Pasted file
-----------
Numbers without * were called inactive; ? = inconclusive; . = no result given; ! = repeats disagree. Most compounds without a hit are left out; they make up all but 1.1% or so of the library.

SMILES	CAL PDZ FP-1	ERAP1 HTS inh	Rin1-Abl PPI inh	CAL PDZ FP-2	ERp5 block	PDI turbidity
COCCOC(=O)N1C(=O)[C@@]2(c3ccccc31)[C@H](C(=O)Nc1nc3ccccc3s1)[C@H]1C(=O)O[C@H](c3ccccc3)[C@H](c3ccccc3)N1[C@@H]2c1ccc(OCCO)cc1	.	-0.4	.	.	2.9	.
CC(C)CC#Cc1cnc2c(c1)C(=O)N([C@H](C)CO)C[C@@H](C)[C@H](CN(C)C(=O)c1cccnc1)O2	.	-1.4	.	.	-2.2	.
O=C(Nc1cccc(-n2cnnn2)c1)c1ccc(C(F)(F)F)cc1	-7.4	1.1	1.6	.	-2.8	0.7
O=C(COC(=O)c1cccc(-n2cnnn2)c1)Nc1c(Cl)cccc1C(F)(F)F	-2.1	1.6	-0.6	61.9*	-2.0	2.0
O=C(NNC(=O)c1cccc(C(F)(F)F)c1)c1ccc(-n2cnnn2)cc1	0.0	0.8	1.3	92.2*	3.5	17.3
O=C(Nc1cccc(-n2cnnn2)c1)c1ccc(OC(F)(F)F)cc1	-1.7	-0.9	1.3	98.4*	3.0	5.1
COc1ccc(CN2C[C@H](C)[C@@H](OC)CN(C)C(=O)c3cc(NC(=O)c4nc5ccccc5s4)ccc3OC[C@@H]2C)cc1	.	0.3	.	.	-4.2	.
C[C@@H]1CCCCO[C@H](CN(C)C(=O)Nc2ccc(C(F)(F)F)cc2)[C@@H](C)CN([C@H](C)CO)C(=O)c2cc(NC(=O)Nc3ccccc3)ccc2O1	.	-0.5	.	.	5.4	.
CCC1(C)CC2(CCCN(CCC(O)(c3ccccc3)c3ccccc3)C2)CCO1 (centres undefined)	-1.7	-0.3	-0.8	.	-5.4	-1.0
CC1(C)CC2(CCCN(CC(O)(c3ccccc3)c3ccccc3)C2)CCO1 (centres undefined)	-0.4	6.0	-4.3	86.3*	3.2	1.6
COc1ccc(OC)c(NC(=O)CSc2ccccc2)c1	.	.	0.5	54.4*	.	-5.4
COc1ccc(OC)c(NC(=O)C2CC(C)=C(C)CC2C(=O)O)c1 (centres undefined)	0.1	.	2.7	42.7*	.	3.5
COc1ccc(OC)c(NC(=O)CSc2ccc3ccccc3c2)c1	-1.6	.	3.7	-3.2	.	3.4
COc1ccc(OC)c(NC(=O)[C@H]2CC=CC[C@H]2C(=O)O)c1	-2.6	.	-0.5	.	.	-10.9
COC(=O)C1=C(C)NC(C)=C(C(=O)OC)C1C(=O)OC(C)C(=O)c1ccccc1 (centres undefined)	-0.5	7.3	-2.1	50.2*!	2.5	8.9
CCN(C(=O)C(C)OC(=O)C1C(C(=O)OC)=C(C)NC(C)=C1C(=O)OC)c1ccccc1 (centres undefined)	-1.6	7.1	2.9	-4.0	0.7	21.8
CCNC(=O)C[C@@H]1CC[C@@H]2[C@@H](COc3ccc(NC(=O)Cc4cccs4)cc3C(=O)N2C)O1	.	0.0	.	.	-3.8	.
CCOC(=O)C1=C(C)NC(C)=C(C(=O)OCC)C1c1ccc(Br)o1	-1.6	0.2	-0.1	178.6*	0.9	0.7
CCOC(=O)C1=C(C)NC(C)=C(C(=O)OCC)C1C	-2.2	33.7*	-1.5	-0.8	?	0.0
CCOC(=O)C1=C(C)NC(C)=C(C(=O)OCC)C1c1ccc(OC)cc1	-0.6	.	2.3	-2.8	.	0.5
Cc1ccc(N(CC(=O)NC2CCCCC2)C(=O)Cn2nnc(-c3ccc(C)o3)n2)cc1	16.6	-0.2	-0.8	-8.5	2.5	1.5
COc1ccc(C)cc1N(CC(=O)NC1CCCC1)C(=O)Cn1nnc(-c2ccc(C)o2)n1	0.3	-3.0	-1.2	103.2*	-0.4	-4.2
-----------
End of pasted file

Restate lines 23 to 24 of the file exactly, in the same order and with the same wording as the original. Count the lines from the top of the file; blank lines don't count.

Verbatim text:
Cc1ccc(N(CC(=O)NC2CCCCC2)C(=O)Cn2nnc(-c3ccc(C)o3)n2)cc1	16.6	-0.2	-0.8	-8.5	2.5	1.5
COc1ccc(C)cc1N(CC(=O)NC1CCCC1)C(=O)Cn1nnc(-c2ccc(C)o2)n1	0.3	-3.0	-1.2	103.2*	-0.4	-4.2